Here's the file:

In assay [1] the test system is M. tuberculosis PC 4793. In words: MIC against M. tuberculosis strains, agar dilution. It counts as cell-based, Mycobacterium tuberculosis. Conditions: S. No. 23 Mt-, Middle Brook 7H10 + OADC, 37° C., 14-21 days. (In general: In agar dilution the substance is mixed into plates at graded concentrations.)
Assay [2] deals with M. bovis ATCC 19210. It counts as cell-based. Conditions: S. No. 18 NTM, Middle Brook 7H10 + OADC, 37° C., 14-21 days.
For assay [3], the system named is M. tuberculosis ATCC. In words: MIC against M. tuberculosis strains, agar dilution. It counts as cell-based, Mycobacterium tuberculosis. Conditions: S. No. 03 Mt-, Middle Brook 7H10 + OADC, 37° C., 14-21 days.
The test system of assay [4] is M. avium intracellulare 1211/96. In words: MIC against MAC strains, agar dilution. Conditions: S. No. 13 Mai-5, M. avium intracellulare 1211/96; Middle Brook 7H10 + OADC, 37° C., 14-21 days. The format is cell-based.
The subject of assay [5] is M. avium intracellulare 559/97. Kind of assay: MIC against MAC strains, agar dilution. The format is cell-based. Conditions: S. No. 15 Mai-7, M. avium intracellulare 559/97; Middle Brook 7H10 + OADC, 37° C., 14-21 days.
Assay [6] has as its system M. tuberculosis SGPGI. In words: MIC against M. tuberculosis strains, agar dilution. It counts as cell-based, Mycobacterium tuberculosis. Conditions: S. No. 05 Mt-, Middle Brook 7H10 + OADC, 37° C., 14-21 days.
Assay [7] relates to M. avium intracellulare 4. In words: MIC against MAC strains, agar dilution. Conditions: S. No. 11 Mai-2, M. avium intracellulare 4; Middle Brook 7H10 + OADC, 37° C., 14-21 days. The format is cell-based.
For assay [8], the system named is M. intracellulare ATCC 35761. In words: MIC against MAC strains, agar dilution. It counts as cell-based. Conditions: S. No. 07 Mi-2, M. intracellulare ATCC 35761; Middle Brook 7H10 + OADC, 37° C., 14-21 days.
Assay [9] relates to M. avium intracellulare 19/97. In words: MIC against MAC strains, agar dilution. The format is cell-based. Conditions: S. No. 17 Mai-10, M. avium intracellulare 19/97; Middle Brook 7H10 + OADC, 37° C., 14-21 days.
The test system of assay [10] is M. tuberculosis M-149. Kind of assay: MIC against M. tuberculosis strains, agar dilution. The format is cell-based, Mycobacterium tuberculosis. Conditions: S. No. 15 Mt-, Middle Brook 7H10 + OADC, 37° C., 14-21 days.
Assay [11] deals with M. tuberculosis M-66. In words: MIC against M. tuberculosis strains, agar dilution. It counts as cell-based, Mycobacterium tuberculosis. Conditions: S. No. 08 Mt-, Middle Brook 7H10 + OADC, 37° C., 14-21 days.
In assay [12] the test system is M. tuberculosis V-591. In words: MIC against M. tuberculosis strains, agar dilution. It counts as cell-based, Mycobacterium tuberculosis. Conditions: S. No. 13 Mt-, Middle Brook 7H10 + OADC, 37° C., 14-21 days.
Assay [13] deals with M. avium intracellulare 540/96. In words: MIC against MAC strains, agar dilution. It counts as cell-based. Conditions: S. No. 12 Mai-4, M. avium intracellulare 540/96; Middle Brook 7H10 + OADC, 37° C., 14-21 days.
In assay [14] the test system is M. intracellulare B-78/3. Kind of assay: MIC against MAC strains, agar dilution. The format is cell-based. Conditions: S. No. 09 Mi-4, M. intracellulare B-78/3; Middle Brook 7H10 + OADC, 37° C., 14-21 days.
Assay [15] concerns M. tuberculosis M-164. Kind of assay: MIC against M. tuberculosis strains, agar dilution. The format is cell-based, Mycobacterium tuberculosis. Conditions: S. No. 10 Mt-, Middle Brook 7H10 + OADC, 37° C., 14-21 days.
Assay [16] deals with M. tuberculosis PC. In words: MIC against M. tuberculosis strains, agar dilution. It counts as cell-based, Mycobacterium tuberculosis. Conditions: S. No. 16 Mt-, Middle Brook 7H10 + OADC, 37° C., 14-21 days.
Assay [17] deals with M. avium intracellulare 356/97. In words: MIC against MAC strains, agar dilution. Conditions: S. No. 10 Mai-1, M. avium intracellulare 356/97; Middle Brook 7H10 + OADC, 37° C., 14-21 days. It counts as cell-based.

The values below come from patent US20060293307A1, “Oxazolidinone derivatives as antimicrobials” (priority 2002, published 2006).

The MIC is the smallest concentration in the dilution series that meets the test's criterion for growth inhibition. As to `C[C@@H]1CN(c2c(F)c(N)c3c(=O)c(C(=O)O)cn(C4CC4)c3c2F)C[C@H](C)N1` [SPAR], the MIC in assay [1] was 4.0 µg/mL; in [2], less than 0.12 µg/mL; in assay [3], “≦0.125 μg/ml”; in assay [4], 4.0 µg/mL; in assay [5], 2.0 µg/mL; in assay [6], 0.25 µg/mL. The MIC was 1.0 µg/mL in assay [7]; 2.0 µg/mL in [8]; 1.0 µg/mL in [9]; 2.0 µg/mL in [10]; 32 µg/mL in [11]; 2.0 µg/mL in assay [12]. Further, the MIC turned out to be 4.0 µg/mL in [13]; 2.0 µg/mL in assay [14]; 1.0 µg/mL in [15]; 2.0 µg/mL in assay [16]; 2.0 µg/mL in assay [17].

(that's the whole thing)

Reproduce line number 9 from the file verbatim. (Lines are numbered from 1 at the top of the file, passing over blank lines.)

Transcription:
Assay [9] relates to M. avium intracellulare 19/97. In words: MIC against MAC strains, agar dilution. The format is cell-based. Conditions: S. No. 17 Mai-10, M. avium intracellulare 19/97; Middle Brook 7H10 + OADC, 37° C., 14-21 days.